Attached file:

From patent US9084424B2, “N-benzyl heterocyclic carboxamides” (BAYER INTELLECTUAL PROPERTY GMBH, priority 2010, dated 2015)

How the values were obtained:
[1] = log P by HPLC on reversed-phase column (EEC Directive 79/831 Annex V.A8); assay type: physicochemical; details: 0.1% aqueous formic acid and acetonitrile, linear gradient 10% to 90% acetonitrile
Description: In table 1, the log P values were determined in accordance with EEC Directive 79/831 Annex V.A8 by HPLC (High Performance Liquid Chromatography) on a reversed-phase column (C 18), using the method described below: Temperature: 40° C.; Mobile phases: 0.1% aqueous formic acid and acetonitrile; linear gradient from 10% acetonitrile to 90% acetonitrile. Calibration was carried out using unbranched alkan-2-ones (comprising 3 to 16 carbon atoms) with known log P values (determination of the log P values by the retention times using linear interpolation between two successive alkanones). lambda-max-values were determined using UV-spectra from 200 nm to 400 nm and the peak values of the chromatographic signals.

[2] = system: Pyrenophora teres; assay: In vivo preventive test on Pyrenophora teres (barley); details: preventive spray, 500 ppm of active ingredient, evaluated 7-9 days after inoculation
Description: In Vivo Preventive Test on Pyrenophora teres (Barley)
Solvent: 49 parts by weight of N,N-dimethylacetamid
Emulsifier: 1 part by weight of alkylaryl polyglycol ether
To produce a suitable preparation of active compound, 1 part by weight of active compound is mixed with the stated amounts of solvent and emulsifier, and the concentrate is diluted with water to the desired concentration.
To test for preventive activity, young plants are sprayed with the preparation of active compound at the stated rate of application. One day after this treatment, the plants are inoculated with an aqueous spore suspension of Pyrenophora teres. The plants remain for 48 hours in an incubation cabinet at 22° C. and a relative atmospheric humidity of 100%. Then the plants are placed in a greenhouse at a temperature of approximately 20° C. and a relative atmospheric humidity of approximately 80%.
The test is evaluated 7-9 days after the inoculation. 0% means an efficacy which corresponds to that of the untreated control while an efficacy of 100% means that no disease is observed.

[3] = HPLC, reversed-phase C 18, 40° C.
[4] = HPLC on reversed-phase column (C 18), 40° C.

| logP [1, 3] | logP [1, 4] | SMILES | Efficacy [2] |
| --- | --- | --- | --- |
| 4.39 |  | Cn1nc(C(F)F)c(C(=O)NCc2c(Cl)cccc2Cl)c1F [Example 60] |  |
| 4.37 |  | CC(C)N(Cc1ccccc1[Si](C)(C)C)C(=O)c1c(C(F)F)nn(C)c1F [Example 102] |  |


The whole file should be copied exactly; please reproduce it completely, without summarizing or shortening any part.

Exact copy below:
From patent US9084424B2, “N-benzyl heterocyclic carboxamides” (BAYER INTELLECTUAL PROPERTY GMBH, priority 2010, dated 2015)

How the values were obtained:
[1] = log P by HPLC on reversed-phase column (EEC Directive 79/831 Annex V.A8); assay type: physicochemical; details: 0.1% aqueous formic acid and acetonitrile, linear gradient 10% to 90% acetonitrile
Description: In table 1, the log P values were determined in accordance with EEC Directive 79/831 Annex V.A8 by HPLC (High Performance Liquid Chromatography) on a reversed-phase column (C 18), using the method described below: Temperature: 40° C.; Mobile phases: 0.1% aqueous formic acid and acetonitrile; linear gradient from 10% acetonitrile to 90% acetonitrile. Calibration was carried out using unbranched alkan-2-ones (comprising 3 to 16 carbon atoms) with known log P values (determination of the log P values by the retention times using linear interpolation between two successive alkanones). lambda-max-values were determined using UV-spectra from 200 nm to 400 nm and the peak values of the chromatographic signals.

[2] = system: Pyrenophora teres; assay: In vivo preventive test on Pyrenophora teres (barley); details: preventive spray, 500 ppm of active ingredient, evaluated 7-9 days after inoculation
Description: In Vivo Preventive Test on Pyrenophora teres (Barley)
Solvent: 49 parts by weight of N,N-dimethylacetamid
Emulsifier: 1 part by weight of alkylaryl polyglycol ether
To produce a suitable preparation of active compound, 1 part by weight of active compound is mixed with the stated amounts of solvent and emulsifier, and the concentrate is diluted with water to the desired concentration.
To test for preventive activity, young plants are sprayed with the preparation of active compound at the stated rate of application. One day after this treatment, the plants are inoculated with an aqueous spore suspension of Pyrenophora teres. The plants remain for 48 hours in an incubation cabinet at 22° C. and a relative atmospheric humidity of 100%. Then the plants are placed in a greenhouse at a temperature of approximately 20° C. and a relative atmospheric humidity of approximately 80%.
The test is evaluated 7-9 days after the inoculation. 0% means an efficacy which corresponds to that of the untreated control while an efficacy of 100% means that no disease is observed.

[3] = HPLC, reversed-phase C 18, 40° C.
[4] = HPLC on reversed-phase column (C 18), 40° C.

| logP [1, 3] | logP [1, 4] | SMILES | Efficacy [2] |
| --- | --- | --- | --- |
| 4.39 |  | Cn1nc(C(F)F)c(C(=O)NCc2c(Cl)cccc2Cl)c1F [Example 60] |  |
| 4.37 |  | CC(C)N(Cc1ccccc1[Si](C)(C)C)C(=O)c1c(C(F)F)nn(C)c1F [Example 102] |  |